The numbers don’t lie: at some time in your life, you’re most likely going to need a hearing aid. A report from NIDCD states that approximately a quarter of all people from 60 to 75 have some form of loss of hearing, and that figure goes up to 50% for those 75 and older. But how can you be certain which hearing aid is correct for you when you recognize it’s your best chance of combating loss of hearing? Hearing aids at one time had problems including vulnerability to water damage and excessive background noise but modern hearing aids have solved these types of problems. But there’s still a great deal you need to know when selecting a hearing aid to be certain it fits your lifestyle.
Pay Attention to Directionality
One crucial attribute you should look for in a hearing aid is directionality, which is the ability for your hearing aid to focus on the particular noise near you (such as a discussion) while reducing background noise to a minimum. One, or both, of two directionality systems are functioning inside most hearing aids, they either focus on sound directly in front of you, or they focus on sound produced by different speakers and sometimes do both.
Can You Use it With Your Phone?
It’s become obvious, we’re addicted to our cellphone as a country. Even if you don’t have a smartphone, chances are you have a flip phone. And for those few who don’t actually have a cell phone, you most likely still have a land-line. So, the way your hearing aid works with your phone is an essential consideration when you’re shopping for hearing aids. How does it sound? Are you able to discern voices precisely? Is it Comfortable? Is it Bluetooth Ready? These are all of the things you should consider when looking at new hearing aids.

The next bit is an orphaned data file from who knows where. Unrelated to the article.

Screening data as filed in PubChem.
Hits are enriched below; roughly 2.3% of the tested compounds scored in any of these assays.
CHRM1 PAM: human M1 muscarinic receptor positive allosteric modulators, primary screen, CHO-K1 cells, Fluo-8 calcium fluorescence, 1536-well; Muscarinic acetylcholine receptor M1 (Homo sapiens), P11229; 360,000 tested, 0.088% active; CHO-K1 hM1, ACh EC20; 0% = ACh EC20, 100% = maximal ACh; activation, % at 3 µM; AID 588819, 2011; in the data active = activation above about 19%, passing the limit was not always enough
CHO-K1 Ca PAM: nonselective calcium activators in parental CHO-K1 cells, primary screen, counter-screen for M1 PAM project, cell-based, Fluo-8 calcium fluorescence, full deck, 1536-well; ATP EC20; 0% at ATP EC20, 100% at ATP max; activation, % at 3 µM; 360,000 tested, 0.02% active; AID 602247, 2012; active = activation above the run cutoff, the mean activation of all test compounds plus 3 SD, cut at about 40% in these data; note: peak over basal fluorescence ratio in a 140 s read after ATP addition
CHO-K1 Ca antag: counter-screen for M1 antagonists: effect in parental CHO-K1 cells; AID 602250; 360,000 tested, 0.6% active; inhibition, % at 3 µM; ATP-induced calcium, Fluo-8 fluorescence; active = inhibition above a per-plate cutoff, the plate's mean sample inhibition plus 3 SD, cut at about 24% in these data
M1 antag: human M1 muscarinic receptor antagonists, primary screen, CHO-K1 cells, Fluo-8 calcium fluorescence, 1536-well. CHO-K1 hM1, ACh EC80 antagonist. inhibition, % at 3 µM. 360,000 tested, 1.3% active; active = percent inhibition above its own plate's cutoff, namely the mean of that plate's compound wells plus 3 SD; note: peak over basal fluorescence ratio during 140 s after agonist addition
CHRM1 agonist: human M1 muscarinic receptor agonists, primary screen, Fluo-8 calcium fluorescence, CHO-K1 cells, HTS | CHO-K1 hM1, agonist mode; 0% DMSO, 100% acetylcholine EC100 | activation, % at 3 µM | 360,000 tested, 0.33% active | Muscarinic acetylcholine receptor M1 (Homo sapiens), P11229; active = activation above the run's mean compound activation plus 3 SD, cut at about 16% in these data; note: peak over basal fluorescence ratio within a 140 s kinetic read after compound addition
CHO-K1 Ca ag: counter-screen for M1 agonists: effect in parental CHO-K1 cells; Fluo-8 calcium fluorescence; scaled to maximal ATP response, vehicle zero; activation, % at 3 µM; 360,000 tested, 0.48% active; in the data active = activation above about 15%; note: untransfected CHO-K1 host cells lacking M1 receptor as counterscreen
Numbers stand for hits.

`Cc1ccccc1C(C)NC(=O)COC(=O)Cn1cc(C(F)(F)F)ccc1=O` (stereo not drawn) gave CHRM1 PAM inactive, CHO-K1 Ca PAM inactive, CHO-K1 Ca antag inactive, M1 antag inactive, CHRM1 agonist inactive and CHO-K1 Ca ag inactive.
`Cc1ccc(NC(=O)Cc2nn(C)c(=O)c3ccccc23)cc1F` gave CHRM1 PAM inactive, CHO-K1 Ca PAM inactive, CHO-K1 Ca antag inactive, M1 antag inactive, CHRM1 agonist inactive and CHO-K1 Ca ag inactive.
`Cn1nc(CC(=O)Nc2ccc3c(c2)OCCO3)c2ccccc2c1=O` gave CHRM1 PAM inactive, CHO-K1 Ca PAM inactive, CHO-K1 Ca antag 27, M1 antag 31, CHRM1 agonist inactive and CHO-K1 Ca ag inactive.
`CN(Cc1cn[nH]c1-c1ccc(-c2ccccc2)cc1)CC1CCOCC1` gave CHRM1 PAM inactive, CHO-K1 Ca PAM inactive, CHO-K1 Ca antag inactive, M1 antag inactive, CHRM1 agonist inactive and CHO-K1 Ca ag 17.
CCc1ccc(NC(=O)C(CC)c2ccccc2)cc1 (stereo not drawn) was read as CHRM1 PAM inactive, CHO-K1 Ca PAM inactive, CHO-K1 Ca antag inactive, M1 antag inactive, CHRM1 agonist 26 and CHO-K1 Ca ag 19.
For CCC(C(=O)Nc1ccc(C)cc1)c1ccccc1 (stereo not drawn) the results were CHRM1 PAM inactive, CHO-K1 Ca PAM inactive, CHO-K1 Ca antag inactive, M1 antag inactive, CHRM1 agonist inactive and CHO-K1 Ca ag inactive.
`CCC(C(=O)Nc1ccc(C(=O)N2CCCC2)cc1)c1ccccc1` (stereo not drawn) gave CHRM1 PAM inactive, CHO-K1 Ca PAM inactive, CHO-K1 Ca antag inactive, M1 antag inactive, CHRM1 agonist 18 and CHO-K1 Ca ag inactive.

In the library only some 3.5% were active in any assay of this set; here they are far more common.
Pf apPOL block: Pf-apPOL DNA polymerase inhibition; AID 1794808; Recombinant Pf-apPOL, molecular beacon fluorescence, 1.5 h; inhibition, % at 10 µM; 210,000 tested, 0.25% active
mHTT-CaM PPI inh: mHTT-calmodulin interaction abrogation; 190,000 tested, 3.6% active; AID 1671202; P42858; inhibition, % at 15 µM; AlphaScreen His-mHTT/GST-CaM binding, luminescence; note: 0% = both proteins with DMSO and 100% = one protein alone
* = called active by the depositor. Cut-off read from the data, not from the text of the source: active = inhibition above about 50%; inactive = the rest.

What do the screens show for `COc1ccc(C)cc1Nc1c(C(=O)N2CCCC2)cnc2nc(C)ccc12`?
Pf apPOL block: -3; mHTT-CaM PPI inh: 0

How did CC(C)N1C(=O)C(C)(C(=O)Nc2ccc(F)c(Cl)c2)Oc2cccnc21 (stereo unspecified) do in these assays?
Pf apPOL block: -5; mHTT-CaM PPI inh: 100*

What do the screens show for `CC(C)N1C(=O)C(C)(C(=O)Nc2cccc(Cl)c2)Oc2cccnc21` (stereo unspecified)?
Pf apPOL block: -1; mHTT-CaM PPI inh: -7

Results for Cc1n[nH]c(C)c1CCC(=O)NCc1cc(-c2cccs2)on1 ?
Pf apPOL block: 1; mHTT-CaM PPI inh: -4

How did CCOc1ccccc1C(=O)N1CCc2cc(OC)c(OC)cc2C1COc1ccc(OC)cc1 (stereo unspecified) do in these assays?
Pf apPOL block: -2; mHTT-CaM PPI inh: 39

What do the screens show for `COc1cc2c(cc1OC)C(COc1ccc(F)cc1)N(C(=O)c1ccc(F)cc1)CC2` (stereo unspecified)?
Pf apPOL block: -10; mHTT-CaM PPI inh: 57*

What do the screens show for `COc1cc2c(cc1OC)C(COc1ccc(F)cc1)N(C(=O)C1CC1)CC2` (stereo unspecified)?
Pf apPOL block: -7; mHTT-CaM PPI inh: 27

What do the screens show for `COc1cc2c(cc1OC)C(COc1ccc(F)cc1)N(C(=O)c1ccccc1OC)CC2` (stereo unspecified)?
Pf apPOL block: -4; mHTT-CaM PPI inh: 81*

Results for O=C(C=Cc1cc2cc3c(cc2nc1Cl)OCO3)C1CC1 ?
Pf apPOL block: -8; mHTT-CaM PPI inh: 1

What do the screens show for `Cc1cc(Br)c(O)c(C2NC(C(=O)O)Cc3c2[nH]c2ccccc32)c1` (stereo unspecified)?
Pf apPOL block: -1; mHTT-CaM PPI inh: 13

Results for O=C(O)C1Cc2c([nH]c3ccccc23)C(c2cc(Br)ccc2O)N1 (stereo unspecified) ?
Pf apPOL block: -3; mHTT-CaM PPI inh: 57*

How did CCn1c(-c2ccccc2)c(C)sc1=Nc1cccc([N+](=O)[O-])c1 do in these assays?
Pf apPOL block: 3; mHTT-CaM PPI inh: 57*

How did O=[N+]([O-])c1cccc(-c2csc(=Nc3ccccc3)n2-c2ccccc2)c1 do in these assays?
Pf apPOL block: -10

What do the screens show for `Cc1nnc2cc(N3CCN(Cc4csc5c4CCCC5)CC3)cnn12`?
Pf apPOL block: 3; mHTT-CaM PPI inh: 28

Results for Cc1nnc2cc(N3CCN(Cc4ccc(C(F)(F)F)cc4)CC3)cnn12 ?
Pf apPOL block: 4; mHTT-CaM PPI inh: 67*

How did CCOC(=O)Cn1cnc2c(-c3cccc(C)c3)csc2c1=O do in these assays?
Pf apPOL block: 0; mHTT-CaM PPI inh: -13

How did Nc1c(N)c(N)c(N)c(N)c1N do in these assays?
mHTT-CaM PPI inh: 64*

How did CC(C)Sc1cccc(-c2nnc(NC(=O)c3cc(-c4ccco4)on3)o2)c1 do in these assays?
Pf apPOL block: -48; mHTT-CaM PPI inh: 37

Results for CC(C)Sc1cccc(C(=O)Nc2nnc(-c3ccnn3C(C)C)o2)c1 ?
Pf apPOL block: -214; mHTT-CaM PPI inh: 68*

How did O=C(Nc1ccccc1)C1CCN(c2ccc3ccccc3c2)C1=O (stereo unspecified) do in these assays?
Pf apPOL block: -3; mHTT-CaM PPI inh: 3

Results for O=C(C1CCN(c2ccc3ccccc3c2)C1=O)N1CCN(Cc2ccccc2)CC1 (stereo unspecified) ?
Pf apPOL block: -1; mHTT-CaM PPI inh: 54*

What is The Probability You Would Actually Use it?
In the last few years, as noted above, the technology of hearing aids has significantly improved. One of those advances has been the size and shape of hearing aids, which have moved towards the smaller and more comfortable direction. However, there are always going to be some trade-offs. A more compact hearing aid might not be as powerful as a larger one, so it mostly depends on your hearing professional’s recommendation and what you want to achieve with your hearing aid. You can get a hearing aid that fits right in your ear canal and is basically invisible, but it won’t have many of the functions available in larger hearing aids and can sometimes be prone to earwax clogs. On the other end of the spectrum, a behind the ear hearing aid is larger and might be more obvious, but often come with more directionality features and have more choices for sound amplification.
What Type of Background Sound Will You be Exposed to?
One of the leading concerns since the advent of hearing aid technology has been wind noise and the chaos it causes to wearers. It could have driven anybody insane to go outside on a windy day and hear nothing except wind. If you’re an outdoors kind of person or you live in a windy area, you’ll want to get a hearing aid that suppresses wind noise so you can carry on conversations at an average volume and avoid the headaches that are associated with hearing aid wind noises. Educate yourself about the many different hearing aid choices available to you. Get in touch with us.